By Bryan Lapidus, FP&A
FP&A’s role is to help deploy company capital to its most useful state through the planning and forecasting process, investment analysis and business partnering. In doing so, we often talk about the need to balance the requirements of capital sources (investors), managers and customers, and how FP&A needs to be aware of how these expectations will differ by company. A recent Wall Street Journal article brings this into focus by comparing Amazon and General Electric, noting their differing approach to capital and shareholders.
Amazon’s Reinvestment Approach
“Since Jeff Bezos founded Amazon in 1994, he has put expansion and innovation ahead of profit,” the article notes. This means he reinvested nearly all working capital back into growth projects and produced little net income. The article continues, “Asked by an analyst in April whether Alexa, a voice-activated assistant, was boosting sales, the company’s finance chief, Brian Olsavsky, responded: ‘The monetization, as you might call it, is… not our primary issue right now. It’s about building great products and delighting customers.’”
Amazon has rewarded investors with a steady march towards a trillion dollar market valuation. The company has internalized and acted upon Bezos’ strategy of reinvestment and risk-taking by entering far ranging businesses, and exiting when they do not work out and, in the process, turned corporate finance valuation on its head.
The typical methodology of valuing a company is to aggregate the present value of future cash flows, either dividends or profits; however, when all the cash flows are reinvested, there is nothing to aggregate! The result is that Amazon has seemingly limitless capital to invest—make money, invest that money for growth, repeat. Without capital constraints, it can invest in drones that fly off its own fleet of trucks, robots, grocery stores, phones, readers and anything else it dreams up.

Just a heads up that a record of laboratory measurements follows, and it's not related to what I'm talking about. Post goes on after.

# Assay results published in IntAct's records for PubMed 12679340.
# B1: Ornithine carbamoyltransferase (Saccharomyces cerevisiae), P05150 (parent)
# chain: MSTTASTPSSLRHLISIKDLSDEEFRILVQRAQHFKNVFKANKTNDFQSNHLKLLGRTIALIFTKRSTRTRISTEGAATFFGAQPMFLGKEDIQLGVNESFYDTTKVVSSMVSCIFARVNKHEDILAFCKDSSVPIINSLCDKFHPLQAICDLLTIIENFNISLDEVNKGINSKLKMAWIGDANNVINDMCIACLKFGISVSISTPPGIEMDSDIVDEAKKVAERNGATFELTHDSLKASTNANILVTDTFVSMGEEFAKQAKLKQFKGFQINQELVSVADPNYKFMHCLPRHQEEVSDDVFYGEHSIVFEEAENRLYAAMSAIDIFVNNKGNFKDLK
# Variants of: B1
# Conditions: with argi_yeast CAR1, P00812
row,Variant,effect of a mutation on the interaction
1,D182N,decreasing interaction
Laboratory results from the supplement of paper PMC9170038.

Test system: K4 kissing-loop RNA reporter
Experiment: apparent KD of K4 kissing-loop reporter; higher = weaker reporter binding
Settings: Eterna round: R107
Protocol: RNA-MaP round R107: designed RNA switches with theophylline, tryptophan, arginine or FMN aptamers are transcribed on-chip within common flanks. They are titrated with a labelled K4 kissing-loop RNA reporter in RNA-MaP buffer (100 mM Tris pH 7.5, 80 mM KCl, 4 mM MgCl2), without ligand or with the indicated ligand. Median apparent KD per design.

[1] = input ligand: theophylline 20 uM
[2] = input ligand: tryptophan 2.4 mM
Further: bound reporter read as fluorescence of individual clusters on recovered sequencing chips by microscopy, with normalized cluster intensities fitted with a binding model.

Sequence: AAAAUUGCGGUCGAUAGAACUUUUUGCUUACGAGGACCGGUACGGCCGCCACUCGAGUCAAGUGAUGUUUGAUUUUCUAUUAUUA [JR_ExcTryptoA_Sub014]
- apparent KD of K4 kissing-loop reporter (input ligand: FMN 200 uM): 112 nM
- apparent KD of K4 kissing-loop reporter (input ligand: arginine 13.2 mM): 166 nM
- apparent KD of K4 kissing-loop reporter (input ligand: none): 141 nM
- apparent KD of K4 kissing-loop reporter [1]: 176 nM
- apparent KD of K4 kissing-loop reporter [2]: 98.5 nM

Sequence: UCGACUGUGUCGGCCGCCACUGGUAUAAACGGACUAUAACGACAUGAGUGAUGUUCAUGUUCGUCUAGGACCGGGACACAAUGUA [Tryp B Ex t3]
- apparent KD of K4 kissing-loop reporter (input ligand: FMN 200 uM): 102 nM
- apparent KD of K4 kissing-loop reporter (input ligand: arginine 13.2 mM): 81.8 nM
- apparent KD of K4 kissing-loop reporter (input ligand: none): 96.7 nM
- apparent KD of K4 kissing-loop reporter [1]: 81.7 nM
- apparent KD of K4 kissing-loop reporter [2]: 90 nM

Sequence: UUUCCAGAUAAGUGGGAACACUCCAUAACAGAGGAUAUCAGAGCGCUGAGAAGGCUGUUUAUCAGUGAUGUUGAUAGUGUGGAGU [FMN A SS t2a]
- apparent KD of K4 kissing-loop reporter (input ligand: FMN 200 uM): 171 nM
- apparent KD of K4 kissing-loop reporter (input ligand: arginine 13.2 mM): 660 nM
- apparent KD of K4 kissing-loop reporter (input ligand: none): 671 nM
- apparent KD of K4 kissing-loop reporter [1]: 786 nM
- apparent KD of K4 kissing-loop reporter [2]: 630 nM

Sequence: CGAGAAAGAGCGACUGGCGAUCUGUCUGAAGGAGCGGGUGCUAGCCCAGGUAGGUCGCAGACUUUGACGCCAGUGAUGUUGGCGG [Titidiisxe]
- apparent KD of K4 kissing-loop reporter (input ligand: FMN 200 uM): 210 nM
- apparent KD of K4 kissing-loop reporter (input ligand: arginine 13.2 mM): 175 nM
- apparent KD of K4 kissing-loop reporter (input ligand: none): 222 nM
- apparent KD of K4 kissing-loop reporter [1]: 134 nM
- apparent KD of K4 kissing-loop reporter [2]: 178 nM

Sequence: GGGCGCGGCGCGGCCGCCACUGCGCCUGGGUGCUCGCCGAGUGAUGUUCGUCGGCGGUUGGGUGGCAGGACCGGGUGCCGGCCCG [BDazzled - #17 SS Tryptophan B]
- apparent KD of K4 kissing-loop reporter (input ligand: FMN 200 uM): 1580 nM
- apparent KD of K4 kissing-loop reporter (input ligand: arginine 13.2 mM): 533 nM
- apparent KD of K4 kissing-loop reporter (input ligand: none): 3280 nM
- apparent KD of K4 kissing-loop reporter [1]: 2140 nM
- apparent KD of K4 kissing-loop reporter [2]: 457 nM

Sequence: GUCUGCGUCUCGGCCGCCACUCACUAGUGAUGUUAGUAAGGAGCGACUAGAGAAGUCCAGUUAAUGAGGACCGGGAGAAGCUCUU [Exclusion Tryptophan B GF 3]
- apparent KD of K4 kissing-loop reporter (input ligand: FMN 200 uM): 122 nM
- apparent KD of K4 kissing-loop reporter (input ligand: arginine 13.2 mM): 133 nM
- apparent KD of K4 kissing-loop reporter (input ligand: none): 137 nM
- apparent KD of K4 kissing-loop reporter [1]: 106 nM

General Electric’s Capital Approach
GE is managed in a very different manner. The 125-year-old conglomerate has reinvented itself many times and is a force in key industries. Former CEO Jack Welch famously said that if GE could not be number one or two in its segments, GE would exit. This creates a high hurdle to entering new businesses, and also creates a vastly different risk profile for the company. If you are not the biggest or best, there is no need to engage.
Per the WSJ article, on GE’s recent conference call, the company “meticulously lays out profit growth by product and business segment, the sources of margin improvement, cost savings anticipate from specific restructuring moves—even how five uncollected aviation accounts were affecting profit.” GE’s investors have different expectations than Amazon shareholders—they want capital to accrue to shareholders and to be returned to shareholders. From 2012 to 2016, GE spent $79 billion on dividends and buybacks, versus $50 billion on capital expenditures.
What can FP&A learn from these completely opposite corporate strategies?
Just this: FP&A must recognize its corporate growth strategy and help manage it appropriately. FP&A must play its role in aligning the expectations of capital (investors, those with voting control), company (management hired by the board), and customers (those who provide the revenue). By starting with the company’s strategy for growth, we distill that into the budget, metrics and decision support services, and seed that throughout the organization. FP&A needs to be clear on how we accomplish that in our organization, and not assume that it is the same across all companies!
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